The transformation/training logic handles transformations or any kind of data manipulation. This section should be thoroughly planned so that each step functions harmoniously with every other step without any blunders being made along the way.
1import yfinance as yf 2import pandas as pd 3 4# download data 5data = yf.download(tickers='SNOW', period='3mo', interval='1d') 6 7# Calculate the 50-day SMA for the stock using pandas 8sma = data["Close"].rolling(50).mean() 9 10# Print the 50-day SMA values to the console 11print("50-day SMA: ", sma)
Triggering a data pipeline can be as simple as a cron schedule locally hosted. Cron is a basic service that does one thing well: scheduling. For production data pipelines, orchestration tools such as Prefect, Airflow, or Dagster can make your pipeline more resilient by handling complex scheduling, retries, and other failure logic.
While scheduling is a basic expectation of most workloads (think batch ETL), real-time, streaming, and event-driven pipelines are increasing in complexity. The real world is complex, and data engineers are increasingly forced to react to systems outside of their control where a schedule just won’t cut it.
Infrastructure deals with where the actual pipeline will run; it could be hosted in a cloud setting or necessitate custom installation based on how complex the project is. Scalability is essential here; it must support both current workloads and potential future needs as your organization grows. Infrastructure is a highly varied and nuanced topic, extremely dependent on requirements and the tools that you may have access to. Examples of infrastructure include:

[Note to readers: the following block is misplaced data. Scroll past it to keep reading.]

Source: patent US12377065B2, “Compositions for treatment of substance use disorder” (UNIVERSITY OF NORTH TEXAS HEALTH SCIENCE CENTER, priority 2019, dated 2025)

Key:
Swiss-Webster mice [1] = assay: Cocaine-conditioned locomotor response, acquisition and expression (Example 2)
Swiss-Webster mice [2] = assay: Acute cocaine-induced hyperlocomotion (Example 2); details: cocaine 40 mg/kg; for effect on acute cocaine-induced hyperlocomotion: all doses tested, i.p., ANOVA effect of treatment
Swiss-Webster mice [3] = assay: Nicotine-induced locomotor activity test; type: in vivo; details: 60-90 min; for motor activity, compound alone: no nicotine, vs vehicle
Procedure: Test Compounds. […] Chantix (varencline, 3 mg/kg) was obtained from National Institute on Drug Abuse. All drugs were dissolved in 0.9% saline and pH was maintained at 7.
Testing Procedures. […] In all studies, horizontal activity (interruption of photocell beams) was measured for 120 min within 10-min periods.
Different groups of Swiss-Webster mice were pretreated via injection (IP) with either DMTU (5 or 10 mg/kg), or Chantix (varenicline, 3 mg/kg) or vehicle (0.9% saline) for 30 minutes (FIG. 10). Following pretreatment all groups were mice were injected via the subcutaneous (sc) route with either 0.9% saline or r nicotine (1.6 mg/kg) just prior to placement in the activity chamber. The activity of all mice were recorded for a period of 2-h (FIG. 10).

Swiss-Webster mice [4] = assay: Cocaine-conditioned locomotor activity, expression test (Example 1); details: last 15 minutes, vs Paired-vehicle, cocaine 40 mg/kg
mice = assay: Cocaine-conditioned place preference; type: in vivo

- A data warehouse like Snowflake, BigQuery, or Redshift
- A database like AWS RDS, Oracle, PostgreSQL, Db2, MongoDB, etc
- A serverless service like Google Cloud Run, AWS Elastic Container Service, Azure Container Instances, etc
- Kubernetes, self-hosted or managed via a service such as AWS EKS
While beginners to data engineering often start with basic data movement and manipulation in a data warehouse, they invariably end up with more complex data pipelines with a variety of infrastructure requirements.